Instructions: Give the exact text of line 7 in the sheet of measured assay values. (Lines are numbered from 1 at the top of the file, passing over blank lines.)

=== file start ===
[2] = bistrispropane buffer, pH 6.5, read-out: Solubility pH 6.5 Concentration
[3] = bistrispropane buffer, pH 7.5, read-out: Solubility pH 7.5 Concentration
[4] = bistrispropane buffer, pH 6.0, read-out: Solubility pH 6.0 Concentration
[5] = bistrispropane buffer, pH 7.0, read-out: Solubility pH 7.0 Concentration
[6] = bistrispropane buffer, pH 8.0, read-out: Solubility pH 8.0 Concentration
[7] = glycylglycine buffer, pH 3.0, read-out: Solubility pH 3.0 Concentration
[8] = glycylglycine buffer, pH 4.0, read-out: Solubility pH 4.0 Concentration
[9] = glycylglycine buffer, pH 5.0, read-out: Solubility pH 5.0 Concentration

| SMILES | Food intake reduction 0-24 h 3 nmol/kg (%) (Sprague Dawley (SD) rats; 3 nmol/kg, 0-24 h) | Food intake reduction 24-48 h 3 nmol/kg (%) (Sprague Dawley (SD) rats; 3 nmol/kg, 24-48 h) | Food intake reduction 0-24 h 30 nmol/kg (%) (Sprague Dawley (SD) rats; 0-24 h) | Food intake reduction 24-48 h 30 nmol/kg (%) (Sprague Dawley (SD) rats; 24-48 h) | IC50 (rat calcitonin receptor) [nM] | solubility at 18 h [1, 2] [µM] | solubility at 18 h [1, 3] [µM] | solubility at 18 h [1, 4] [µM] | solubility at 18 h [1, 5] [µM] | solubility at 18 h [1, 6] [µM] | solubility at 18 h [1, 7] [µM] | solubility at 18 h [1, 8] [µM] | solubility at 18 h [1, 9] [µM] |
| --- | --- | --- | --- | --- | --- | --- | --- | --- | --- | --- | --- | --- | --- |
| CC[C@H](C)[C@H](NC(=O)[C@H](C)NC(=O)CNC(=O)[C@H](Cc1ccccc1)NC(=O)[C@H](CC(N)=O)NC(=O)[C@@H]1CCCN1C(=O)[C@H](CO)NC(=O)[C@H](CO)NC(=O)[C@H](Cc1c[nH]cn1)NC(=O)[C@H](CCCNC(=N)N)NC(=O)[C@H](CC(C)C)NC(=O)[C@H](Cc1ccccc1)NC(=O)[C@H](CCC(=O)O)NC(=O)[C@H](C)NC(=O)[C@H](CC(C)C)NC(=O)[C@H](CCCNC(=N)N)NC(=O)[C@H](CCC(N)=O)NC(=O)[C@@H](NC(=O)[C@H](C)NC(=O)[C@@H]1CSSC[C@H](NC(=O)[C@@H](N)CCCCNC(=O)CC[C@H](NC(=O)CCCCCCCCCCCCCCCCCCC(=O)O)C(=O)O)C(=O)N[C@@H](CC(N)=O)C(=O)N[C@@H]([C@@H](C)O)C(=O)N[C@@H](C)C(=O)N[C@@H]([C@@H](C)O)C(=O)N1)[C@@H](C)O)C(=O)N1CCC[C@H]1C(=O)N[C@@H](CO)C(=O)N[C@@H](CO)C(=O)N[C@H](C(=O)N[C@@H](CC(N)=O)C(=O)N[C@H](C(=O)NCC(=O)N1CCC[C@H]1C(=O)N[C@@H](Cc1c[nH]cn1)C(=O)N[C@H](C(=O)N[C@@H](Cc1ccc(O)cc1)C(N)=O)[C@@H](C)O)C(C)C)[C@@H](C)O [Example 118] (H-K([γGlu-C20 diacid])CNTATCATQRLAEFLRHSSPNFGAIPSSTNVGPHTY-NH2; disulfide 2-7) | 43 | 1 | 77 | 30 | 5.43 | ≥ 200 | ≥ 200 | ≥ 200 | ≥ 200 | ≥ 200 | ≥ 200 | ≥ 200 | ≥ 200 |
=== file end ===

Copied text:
[8] = glycylglycine buffer, pH 4.0, read-out: Solubility pH 4.0 Concentration